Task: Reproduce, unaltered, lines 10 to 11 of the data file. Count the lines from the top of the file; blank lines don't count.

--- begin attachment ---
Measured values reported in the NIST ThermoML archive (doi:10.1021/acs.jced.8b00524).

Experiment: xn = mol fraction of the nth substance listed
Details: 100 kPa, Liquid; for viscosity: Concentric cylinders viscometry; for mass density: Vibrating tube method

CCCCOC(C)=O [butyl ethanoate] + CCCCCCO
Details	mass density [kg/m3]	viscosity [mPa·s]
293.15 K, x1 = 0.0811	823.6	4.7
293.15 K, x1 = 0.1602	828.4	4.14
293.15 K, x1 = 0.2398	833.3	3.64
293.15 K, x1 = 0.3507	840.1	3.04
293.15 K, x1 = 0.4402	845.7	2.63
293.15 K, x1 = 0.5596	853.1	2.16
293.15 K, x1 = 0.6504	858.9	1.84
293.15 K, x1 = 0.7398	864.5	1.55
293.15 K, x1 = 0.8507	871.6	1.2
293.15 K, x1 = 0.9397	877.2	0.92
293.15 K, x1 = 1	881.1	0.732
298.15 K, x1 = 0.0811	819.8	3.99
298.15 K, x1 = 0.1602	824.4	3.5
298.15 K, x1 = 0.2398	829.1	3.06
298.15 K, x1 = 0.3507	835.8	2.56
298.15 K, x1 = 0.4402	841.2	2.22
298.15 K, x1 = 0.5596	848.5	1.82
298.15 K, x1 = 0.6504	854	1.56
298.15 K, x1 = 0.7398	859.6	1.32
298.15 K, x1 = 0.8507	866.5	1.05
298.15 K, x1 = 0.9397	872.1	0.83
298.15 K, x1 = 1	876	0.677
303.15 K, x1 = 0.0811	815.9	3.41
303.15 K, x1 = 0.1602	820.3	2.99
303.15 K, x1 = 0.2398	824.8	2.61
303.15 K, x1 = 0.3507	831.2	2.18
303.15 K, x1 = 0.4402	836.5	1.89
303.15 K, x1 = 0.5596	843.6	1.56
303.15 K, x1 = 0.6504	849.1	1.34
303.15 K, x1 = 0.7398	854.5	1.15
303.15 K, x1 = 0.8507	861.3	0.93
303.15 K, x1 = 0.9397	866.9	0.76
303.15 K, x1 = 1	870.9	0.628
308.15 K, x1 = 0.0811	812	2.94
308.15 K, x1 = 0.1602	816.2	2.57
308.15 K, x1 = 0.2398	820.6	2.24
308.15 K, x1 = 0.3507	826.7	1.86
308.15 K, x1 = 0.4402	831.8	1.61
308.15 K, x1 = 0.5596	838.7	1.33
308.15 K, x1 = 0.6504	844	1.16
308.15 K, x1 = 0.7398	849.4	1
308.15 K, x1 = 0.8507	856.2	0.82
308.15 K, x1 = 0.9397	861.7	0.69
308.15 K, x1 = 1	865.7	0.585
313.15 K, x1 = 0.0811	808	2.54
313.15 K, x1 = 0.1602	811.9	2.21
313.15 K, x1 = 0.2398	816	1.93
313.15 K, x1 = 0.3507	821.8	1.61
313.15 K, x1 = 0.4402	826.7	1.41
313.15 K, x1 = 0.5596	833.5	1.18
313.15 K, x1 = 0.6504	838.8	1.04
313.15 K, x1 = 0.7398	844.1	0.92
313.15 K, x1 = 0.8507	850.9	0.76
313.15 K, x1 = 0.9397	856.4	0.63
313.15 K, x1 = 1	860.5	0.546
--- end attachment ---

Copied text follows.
293.15 K, x1 = 0.4402	845.7	2.63
293.15 K, x1 = 0.5596	853.1	2.16